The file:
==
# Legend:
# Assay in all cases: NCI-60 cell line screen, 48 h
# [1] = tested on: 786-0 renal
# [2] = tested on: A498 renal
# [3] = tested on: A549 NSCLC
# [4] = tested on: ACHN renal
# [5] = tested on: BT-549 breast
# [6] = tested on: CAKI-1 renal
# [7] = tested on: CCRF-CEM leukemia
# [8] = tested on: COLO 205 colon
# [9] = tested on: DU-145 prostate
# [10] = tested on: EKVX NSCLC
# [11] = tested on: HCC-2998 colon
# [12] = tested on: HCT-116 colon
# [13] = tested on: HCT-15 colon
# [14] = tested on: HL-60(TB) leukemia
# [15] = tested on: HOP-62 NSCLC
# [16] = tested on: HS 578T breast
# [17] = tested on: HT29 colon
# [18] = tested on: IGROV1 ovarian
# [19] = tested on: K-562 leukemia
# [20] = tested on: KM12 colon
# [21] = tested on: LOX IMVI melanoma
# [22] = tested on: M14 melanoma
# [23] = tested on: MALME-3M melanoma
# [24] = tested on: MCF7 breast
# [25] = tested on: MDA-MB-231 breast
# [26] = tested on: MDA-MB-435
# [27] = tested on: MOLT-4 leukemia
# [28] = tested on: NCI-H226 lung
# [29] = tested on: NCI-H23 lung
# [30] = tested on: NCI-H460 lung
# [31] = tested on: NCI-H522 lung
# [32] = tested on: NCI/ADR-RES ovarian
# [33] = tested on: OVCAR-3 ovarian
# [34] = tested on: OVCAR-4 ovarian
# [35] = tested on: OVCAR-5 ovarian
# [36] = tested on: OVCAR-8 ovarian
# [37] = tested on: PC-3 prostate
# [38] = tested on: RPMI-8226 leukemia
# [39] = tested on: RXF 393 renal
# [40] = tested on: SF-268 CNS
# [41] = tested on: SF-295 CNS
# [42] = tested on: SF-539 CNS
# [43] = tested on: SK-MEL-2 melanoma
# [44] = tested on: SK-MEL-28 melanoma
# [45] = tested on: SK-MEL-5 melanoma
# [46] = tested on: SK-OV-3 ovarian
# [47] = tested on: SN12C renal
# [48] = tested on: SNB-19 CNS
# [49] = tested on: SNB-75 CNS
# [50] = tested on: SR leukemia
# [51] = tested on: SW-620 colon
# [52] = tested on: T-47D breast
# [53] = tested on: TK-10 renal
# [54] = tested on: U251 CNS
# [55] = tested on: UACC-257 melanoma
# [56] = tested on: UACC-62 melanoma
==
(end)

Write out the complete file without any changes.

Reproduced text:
# Legend:
# Assay in all cases: NCI-60 cell line screen, 48 h
# [1] = tested on: 786-0 renal
# [2] = tested on: A498 renal
# [3] = tested on: A549 NSCLC
# [4] = tested on: ACHN renal
# [5] = tested on: BT-549 breast
# [6] = tested on: CAKI-1 renal
# [7] = tested on: CCRF-CEM leukemia
# [8] = tested on: COLO 205 colon
# [9] = tested on: DU-145 prostate
# [10] = tested on: EKVX NSCLC
# [11] = tested on: HCC-2998 colon
# [12] = tested on: HCT-116 colon
# [13] = tested on: HCT-15 colon
# [14] = tested on: HL-60(TB) leukemia
# [15] = tested on: HOP-62 NSCLC
# [16] = tested on: HS 578T breast
# [17] = tested on: HT29 colon
# [18] = tested on: IGROV1 ovarian
# [19] = tested on: K-562 leukemia
# [20] = tested on: KM12 colon
# [21] = tested on: LOX IMVI melanoma
# [22] = tested on: M14 melanoma
# [23] = tested on: MALME-3M melanoma
# [24] = tested on: MCF7 breast
# [25] = tested on: MDA-MB-231 breast
# [26] = tested on: MDA-MB-435
# [27] = tested on: MOLT-4 leukemia
# [28] = tested on: NCI-H226 lung
# [29] = tested on: NCI-H23 lung
# [30] = tested on: NCI-H460 lung
# [31] = tested on: NCI-H522 lung
# [32] = tested on: NCI/ADR-RES ovarian
# [33] = tested on: OVCAR-3 ovarian
# [34] = tested on: OVCAR-4 ovarian
# [35] = tested on: OVCAR-5 ovarian
# [36] = tested on: OVCAR-8 ovarian
# [37] = tested on: PC-3 prostate
# [38] = tested on: RPMI-8226 leukemia
# [39] = tested on: RXF 393 renal
# [40] = tested on: SF-268 CNS
# [41] = tested on: SF-295 CNS
# [42] = tested on: SF-539 CNS
# [43] = tested on: SK-MEL-2 melanoma
# [44] = tested on: SK-MEL-28 melanoma
# [45] = tested on: SK-MEL-5 melanoma
# [46] = tested on: SK-OV-3 ovarian
# [47] = tested on: SN12C renal
# [48] = tested on: SNB-19 CNS
# [49] = tested on: SNB-75 CNS
# [50] = tested on: SR leukemia
# [51] = tested on: SW-620 colon
# [52] = tested on: T-47D breast
# [53] = tested on: TK-10 renal
# [54] = tested on: U251 CNS
# [55] = tested on: UACC-257 melanoma
# [56] = tested on: UACC-62 melanoma